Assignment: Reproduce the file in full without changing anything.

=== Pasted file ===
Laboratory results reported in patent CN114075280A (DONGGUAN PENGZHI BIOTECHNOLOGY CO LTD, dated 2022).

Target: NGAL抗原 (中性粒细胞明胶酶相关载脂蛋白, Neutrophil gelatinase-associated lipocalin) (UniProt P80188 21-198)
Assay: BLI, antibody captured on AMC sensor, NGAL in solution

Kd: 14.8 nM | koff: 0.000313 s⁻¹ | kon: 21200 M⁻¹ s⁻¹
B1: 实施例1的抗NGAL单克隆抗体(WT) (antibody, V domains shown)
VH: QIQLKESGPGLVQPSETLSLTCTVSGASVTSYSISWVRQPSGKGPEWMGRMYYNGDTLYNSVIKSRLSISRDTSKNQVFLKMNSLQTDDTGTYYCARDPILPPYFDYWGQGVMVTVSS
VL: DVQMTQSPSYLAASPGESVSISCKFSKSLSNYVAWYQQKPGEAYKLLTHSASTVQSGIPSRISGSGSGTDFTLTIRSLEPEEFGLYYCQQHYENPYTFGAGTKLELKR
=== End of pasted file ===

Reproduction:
Laboratory results reported in patent CN114075280A (DONGGUAN PENGZHI BIOTECHNOLOGY CO LTD, dated 2022).

Target: NGAL抗原 (中性粒细胞明胶酶相关载脂蛋白, Neutrophil gelatinase-associated lipocalin) (UniProt P80188 21-198)
Assay: BLI, antibody captured on AMC sensor, NGAL in solution

Kd: 14.8 nM | koff: 0.000313 s⁻¹ | kon: 21200 M⁻¹ s⁻¹
B1: 实施例1的抗NGAL单克隆抗体(WT) (antibody, V domains shown)
VH: QIQLKESGPGLVQPSETLSLTCTVSGASVTSYSISWVRQPSGKGPEWMGRMYYNGDTLYNSVIKSRLSISRDTSKNQVFLKMNSLQTDDTGTYYCARDPILPPYFDYWGQGVMVTVSS
VL: DVQMTQSPSYLAASPGESVSISCKFSKSLSNYVAWYQQKPGEAYKLLTHSASTVQSGIPSRISGSGSGTDFTLTIRSLEPEEFGLYYCQQHYENPYTFGAGTKLELKR